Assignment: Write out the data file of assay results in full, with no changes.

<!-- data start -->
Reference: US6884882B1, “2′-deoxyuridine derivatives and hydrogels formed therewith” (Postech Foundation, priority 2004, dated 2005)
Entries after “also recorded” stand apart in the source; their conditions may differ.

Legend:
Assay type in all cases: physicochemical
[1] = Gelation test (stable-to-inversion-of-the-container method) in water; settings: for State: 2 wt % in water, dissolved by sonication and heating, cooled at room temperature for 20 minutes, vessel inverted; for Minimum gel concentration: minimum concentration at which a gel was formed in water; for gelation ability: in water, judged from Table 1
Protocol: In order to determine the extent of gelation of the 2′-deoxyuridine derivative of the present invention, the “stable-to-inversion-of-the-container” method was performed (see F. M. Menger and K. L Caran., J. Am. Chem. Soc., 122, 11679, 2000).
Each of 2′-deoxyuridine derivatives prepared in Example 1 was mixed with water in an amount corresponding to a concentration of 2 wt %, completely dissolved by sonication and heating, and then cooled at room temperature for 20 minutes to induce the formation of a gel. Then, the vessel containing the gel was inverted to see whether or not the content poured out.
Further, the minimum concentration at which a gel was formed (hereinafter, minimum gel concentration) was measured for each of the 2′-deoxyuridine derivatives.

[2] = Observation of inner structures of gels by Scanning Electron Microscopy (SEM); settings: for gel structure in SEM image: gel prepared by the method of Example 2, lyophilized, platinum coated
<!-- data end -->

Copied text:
Reference: US6884882B1, “2′-deoxyuridine derivatives and hydrogels formed therewith” (Postech Foundation, priority 2004, dated 2005)
Entries after “also recorded” stand apart in the source; their conditions may differ.

Legend:
Assay type in all cases: physicochemical
[1] = Gelation test (stable-to-inversion-of-the-container method) in water; settings: for State: 2 wt % in water, dissolved by sonication and heating, cooled at room temperature for 20 minutes, vessel inverted; for Minimum gel concentration: minimum concentration at which a gel was formed in water; for gelation ability: in water, judged from Table 1
Protocol: In order to determine the extent of gelation of the 2′-deoxyuridine derivative of the present invention, the “stable-to-inversion-of-the-container” method was performed (see F. M. Menger and K. L Caran., J. Am. Chem. Soc., 122, 11679, 2000).
Each of 2′-deoxyuridine derivatives prepared in Example 1 was mixed with water in an amount corresponding to a concentration of 2 wt %, completely dissolved by sonication and heating, and then cooled at room temperature for 20 minutes to induce the formation of a gel. Then, the vessel containing the gel was inverted to see whether or not the content poured out.
Further, the minimum concentration at which a gel was formed (hereinafter, minimum gel concentration) was measured for each of the 2′-deoxyuridine derivatives.

[2] = Observation of inner structures of gels by Scanning Electron Microscopy (SEM); settings: for gel structure in SEM image: gel prepared by the method of Example 2, lyophilized, platinum coated